Bioinformatics and Statistics
The primary objective of statistical [biometry] and bioinformatics research in crop sciences is to help biological researchers obtain objective answers through computational data analysis. Statistical research encompasses many types of data, while bioinformatics focuses on molecular biology data such as DNA sequences.
Bioinformatics plays an important role in managing and exploiting microbial, plant, and animal genomic resources. Biometry integrates agronomic, sociological, and statistical aspects to determine the best practices for effective breeding practices (e.g. optimal rate of fertilizer usage). The two fields unite in areas such as genomic breeding and population genetics.
- Information Technology
- Population Genetics
- Plant Breeding
- Mathematical Modeling
Genome Sequencing Research
Current research in genome sequencing utilizes computer analysis to “assemble” plant genomes from short pieces of DNA sequenced in laboratory machines. After researchers assemble sequences, they locate genes and collect information about their potential function. This process detects genes for important crop traits, such as disease resistance, grain composition, and nutrient and water utilization. Genome sequencing also influences crop improvement such as genomic breeding and genome modification using methods such as CRIPSR / Cas9.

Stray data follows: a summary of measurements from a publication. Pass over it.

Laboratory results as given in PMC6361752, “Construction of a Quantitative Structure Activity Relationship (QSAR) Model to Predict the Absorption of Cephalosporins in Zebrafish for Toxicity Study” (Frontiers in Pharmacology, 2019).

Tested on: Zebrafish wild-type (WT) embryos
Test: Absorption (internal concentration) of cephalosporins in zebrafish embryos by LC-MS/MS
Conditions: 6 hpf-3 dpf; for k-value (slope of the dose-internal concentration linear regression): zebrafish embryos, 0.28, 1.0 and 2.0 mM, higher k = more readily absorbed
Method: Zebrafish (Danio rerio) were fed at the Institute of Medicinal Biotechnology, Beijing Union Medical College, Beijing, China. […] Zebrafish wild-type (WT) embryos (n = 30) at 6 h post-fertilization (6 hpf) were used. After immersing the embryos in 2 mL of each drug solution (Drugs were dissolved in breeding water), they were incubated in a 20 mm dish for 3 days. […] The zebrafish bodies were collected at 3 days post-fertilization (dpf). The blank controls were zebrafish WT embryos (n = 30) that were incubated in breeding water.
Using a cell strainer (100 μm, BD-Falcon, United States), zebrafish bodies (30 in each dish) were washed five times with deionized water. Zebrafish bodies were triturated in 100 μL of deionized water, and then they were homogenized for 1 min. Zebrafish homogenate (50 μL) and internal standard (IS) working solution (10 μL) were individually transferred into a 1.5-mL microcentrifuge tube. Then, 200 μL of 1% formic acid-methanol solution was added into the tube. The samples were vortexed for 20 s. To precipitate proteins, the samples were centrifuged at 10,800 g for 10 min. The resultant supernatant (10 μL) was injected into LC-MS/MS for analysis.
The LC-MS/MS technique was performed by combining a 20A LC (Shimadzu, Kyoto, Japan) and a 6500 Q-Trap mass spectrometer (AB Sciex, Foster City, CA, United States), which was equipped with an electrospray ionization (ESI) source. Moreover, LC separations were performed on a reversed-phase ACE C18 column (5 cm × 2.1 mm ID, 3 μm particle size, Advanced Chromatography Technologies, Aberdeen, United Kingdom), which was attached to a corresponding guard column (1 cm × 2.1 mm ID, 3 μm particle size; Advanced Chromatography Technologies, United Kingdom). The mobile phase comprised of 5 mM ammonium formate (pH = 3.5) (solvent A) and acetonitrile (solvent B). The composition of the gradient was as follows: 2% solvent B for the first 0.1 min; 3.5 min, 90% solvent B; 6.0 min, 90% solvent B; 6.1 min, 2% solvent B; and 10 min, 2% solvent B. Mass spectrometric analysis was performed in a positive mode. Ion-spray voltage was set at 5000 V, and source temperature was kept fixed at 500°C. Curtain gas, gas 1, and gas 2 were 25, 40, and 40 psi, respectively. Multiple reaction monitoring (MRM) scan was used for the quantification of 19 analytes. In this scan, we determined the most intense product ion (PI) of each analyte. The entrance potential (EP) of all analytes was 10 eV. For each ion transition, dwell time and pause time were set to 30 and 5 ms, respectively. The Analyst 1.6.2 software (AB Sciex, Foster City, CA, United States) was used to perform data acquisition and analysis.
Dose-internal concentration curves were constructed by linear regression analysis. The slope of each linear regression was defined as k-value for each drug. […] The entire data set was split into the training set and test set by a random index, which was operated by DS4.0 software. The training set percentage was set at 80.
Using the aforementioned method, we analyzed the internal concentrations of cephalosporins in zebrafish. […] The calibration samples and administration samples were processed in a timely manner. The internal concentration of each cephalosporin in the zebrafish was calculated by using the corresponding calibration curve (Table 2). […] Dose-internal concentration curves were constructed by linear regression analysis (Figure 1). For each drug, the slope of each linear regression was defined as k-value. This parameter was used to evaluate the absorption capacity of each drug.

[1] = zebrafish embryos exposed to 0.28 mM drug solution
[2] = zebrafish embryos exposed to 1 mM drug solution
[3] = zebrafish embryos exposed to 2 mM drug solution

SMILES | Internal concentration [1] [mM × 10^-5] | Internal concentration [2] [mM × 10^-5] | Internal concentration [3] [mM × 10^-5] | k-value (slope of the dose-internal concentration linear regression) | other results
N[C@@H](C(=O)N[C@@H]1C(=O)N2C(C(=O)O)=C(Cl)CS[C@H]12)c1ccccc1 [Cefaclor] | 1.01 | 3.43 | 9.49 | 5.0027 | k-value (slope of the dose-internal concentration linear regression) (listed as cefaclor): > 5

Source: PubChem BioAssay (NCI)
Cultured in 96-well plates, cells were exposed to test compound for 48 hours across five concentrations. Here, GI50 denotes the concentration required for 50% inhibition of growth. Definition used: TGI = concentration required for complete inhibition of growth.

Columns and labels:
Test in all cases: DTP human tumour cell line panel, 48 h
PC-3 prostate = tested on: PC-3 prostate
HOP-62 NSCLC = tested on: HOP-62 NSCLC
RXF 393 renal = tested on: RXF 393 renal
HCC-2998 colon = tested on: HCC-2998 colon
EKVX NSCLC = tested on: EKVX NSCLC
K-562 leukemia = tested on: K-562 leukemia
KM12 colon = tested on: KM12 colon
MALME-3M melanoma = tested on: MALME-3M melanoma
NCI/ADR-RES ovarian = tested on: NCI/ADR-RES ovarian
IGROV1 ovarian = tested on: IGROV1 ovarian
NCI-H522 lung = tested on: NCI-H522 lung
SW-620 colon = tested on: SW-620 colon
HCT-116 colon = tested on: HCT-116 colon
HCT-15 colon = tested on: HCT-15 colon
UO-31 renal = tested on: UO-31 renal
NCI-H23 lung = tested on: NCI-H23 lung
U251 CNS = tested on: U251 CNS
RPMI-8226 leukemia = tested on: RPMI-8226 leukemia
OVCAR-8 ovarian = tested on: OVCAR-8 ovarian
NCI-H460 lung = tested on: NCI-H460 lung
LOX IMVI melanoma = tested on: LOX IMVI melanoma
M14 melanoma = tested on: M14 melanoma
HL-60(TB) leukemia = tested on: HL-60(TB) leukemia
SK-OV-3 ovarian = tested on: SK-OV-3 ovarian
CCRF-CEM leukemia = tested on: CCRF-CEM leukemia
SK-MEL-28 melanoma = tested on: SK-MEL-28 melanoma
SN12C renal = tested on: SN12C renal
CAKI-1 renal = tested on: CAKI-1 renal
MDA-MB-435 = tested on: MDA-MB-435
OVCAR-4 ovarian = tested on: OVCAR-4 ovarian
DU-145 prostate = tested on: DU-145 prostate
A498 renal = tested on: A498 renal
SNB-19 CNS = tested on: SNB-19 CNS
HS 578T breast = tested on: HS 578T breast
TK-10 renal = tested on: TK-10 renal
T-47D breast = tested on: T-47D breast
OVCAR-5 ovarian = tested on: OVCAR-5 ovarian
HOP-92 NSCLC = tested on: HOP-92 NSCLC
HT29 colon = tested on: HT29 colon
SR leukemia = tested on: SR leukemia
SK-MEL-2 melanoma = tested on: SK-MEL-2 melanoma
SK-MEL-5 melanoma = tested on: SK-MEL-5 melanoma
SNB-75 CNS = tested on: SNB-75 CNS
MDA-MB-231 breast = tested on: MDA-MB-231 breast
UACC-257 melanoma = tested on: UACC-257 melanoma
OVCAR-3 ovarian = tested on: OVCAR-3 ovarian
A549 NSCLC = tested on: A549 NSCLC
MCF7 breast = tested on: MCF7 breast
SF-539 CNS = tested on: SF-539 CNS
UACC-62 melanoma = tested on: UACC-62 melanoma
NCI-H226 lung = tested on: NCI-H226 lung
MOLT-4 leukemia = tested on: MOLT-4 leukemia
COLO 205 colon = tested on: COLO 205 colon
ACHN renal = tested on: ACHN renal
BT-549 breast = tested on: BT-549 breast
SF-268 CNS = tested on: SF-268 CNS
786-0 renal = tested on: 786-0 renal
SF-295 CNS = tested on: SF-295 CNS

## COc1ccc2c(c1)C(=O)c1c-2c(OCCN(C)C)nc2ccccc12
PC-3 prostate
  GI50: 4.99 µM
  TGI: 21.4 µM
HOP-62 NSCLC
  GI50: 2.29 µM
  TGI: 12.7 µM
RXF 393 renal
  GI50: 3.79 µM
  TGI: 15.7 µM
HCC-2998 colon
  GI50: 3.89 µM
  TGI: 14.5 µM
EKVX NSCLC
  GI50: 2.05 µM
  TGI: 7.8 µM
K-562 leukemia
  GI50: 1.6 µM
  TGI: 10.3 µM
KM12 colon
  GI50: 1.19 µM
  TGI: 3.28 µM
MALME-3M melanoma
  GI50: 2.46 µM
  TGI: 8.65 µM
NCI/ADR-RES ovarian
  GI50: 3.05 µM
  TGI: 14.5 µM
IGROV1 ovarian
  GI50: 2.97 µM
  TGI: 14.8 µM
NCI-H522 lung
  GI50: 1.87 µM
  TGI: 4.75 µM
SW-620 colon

Statistical Models Genome-wide Association Studies
Models that accurately approximate the intricate relationship between genotype and phenotype can potentially enable researchers to identify specific genomic regions harboring genes that control phenotypic variation in crops. We are exploring the incorporation of multiple epistatic loci into statistical models. This approach could ultimately highlight novel genomic targets for marker-assisted selection for agronomically important traits.
Statistical Models for Genomic Selection
Although genomic selection is a very promising approach that enables breeders to use genomic information to predict which seeds will have optimal phenotypic characteristics, the incorporation of genomic regions associated with the phenotype and/or –omic data could increase the prediction accuracy of the statistical models typically used. Ultimately, the incorporation of such information could expedite the development of crops that have sufficient yields to feed future generations and thrive under increasingly hostile environments brought forward by climate change.